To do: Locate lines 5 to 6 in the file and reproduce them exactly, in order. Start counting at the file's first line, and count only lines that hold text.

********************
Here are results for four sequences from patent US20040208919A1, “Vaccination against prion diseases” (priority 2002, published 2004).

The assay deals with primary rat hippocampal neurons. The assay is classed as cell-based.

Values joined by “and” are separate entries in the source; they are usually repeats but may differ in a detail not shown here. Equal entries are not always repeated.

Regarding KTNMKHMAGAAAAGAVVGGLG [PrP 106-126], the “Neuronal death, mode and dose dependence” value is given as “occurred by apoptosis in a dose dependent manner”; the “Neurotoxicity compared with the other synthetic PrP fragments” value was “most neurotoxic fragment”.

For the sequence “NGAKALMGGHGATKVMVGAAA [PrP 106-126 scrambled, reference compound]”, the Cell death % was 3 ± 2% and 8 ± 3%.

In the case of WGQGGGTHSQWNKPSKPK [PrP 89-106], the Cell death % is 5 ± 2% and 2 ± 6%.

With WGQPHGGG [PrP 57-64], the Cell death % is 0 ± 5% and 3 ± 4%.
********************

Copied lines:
For the sequence “NGAKALMGGHGATKVMVGAAA [PrP 106-126 scrambled, reference compound]”, the Cell death % was 3 ± 2% and 8 ± 3%.

In the case of WGQGGGTHSQWNKPSKPK [PrP 89-106], the Cell death % is 5 ± 2% and 2 ± 6%.